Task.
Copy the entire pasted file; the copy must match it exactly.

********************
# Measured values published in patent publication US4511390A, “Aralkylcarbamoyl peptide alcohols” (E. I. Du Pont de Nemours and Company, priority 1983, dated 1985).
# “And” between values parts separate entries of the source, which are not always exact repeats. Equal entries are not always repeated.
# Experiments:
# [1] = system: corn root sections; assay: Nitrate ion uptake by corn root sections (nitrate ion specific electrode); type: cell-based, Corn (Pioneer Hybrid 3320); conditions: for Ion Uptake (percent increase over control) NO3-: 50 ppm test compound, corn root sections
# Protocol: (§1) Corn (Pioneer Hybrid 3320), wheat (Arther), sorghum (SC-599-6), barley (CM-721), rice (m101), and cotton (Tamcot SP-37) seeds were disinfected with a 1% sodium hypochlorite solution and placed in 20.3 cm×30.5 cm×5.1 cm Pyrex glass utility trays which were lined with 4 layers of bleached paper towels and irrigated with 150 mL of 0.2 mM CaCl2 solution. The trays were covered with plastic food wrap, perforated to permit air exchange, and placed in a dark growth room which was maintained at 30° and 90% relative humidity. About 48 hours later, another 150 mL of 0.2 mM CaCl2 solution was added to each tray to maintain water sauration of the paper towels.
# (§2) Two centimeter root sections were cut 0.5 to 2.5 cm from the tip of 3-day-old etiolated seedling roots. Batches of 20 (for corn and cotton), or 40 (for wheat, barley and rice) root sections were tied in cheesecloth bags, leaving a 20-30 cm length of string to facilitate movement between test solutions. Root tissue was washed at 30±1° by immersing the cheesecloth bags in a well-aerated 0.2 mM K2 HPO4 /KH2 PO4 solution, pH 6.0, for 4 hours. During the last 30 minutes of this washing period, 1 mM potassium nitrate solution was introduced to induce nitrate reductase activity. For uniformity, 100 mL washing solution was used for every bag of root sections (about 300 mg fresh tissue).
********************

# Measured values published in patent publication US4511390A, “Aralkylcarbamoyl peptide alcohols” (E. I. Du Pont de Nemours and Company, priority 1983, dated 1985).
# “And” between values parts separate entries of the source, which are not always exact repeats. Equal entries are not always repeated.
# Experiments:
# [1] = system: corn root sections; assay: Nitrate ion uptake by corn root sections (nitrate ion specific electrode); type: cell-based, Corn (Pioneer Hybrid 3320); conditions: for Ion Uptake (percent increase over control) NO3-: 50 ppm test compound, corn root sections
# Protocol: (§1) Corn (Pioneer Hybrid 3320), wheat (Arther), sorghum (SC-599-6), barley (CM-721), rice (m101), and cotton (Tamcot SP-37) seeds were disinfected with a 1% sodium hypochlorite solution and placed in 20.3 cm×30.5 cm×5.1 cm Pyrex glass utility trays which were lined with 4 layers of bleached paper towels and irrigated with 150 mL of 0.2 mM CaCl2 solution. The trays were covered with plastic food wrap, perforated to permit air exchange, and placed in a dark growth room which was maintained at 30° and 90% relative humidity. About 48 hours later, another 150 mL of 0.2 mM CaCl2 solution was added to each tray to maintain water sauration of the paper towels.
# (§2) Two centimeter root sections were cut 0.5 to 2.5 cm from the tip of 3-day-old etiolated seedling roots. Batches of 20 (for corn and cotton), or 40 (for wheat, barley and rice) root sections were tied in cheesecloth bags, leaving a 20-30 cm length of string to facilitate movement between test solutions. Root tissue was washed at 30±1° by immersing the cheesecloth bags in a well-aerated 0.2 mM K2 HPO4 /KH2 PO4 solution, pH 6.0, for 4 hours. During the last 30 minutes of this washing period, 1 mM potassium nitrate solution was introduced to induce nitrate reductase activity. For uniformity, 100 mL washing solution was used for every bag of root sections (about 300 mg fresh tissue).